Faraday Future doesn’t have a market for a USD 180,000, China-backed electric SUV that was initially shown in 2017 and hasn’t left its California manufacturing. The stock of Canoo has fallen 96%. For people with short memories, Henrik Fisker is counting on Fisker, a successful automobile designer, who is now the EV industry’s top fake-it-but-never-make-it. The infamous Fisker Karma, the Solyndra of electric cars, caused this.
Fisker’s “change the world” motto helped him get a USD 529 million DOE loan in 2009. When the company didn’t pay or achieve production goals, its loan was revoked, and its “visionary” founder disappeared, leaving taxpayers to foot the NBA-sized bill.
Fisker definitely prefers “bygones” and “do-overs” to “has-beens.” Small quantities of Fisker Ocean SUVs, some with software faults, are leaving an Austrian Magna-Steyr plant. The company promises June U.S. delivery despite the Ocean’s lack of consumer purchase credits, which is a major disadvantage compared to the USD 7,500 credit on an American-made Tesla Model Y and VW ID.4 or the USD 3,750 credit on a Mustang Mach-e.
No huge deal. The ever-credulous, click-hungry media and Fisker say Foxconn will start making Fisker Pear SUVs in the cursed former GM plant that “built” the Lordstown Endurance. Rumor has it that these SUVs start at USD 30,000. Starting with Foxconn’s obvious lack of car-making experience and ending with Henrik Fisker, this unholy marriage makes no sense.
The best-funded and run EV startup will struggle to eat Tesla’s lunch right now. It sells electric cars and SUVs for many thousand dollars less than competitors, making it the 800-pound electric monster. Musk just revealed a new Mexican facility that could produce 2.5 million cars annually. Tesla plans to cut production costs by 50%, including battery prices, in the coming years. Tesla’s ability to lower prices while making enormous profits is putting pressure on other incumbents that have yet to benefit from EVs.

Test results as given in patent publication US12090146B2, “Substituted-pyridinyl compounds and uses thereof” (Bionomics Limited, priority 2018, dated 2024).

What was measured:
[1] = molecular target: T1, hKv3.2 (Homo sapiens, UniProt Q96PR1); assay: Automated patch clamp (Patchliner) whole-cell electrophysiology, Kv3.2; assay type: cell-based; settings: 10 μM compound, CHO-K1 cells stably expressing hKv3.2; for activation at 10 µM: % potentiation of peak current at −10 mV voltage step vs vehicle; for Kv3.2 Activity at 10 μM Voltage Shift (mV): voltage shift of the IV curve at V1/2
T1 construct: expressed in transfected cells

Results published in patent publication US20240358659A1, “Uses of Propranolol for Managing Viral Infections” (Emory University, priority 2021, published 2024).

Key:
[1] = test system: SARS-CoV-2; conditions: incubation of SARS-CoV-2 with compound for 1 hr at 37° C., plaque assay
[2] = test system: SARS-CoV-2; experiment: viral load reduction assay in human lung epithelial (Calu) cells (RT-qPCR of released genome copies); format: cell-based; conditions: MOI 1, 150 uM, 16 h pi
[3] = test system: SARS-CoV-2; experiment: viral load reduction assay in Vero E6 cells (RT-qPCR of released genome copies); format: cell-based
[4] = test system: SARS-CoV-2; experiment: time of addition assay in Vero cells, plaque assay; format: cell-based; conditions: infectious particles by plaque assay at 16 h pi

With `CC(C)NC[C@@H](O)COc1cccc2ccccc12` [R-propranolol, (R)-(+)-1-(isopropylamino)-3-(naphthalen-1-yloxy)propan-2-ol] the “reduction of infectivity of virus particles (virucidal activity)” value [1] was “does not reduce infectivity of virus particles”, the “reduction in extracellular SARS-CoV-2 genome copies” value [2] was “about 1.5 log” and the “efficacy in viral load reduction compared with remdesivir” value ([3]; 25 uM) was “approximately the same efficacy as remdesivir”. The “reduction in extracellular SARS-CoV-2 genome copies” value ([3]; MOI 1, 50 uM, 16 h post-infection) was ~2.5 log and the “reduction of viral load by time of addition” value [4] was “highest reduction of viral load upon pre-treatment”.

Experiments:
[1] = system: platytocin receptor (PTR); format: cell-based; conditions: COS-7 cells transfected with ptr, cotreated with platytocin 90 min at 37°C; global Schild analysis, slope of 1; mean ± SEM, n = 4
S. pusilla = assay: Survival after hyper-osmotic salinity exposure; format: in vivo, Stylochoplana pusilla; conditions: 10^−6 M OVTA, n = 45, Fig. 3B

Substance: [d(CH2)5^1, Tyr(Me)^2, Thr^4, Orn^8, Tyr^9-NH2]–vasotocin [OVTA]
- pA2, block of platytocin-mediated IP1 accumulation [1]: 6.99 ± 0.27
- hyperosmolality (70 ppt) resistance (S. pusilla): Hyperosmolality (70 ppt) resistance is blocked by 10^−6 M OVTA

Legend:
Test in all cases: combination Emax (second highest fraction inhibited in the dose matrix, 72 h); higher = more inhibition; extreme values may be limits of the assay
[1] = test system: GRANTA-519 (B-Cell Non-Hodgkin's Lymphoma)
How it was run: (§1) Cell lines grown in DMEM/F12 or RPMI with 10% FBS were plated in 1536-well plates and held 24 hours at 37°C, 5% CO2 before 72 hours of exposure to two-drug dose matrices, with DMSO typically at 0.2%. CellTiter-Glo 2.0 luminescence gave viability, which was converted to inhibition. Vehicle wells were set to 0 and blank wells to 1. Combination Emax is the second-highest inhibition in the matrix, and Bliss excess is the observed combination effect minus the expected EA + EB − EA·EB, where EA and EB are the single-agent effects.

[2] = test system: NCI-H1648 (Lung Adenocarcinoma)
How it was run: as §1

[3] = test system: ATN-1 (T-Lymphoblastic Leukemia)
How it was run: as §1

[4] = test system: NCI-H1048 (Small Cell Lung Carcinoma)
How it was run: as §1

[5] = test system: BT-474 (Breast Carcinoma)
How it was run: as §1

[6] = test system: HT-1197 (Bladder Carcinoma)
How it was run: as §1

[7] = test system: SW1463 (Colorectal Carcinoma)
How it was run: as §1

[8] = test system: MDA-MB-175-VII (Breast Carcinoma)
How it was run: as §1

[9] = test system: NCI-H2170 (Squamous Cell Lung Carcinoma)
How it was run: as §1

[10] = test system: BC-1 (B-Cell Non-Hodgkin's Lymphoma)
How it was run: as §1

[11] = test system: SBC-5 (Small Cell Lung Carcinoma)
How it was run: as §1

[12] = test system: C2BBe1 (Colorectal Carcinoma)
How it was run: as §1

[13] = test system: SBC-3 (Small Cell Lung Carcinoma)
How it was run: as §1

Tesla dominated the electric industry a decade ago, but that gap is closing. Think about the entire fleet: A Tesla battleship with all hands on deck from respected brands. Global automakers have pledged USD 526 billion to switch to electric vehicles by 2026. Like a toy boat in a bathtub, they will sink most startups.
Tesla’s net profit margins are 11.4% without environmental credits, roughly three times Ford’s whole ICE lineup. After Tesla’s average price dropped by USD 5,000. Before the cut, net profits topped 19%. General investors are concerned about how Ford or GM will compete with Tesla on expenses and produce enough money from electric operations to justify investor faith.
Ford CEO Jim Farley said Tesla has a USD 10,000 cost advantage on each electric vehicle it makes, which Ford is trying hard to close.
Any startup will struggle to match Ford’s production and development economies of scale, let alone Tesla’s.
Perhaps another Musk will outwit industry titans. EVs like seven-figure Rimacs and other luxury and sports cars may have a market, like ICE vehicles.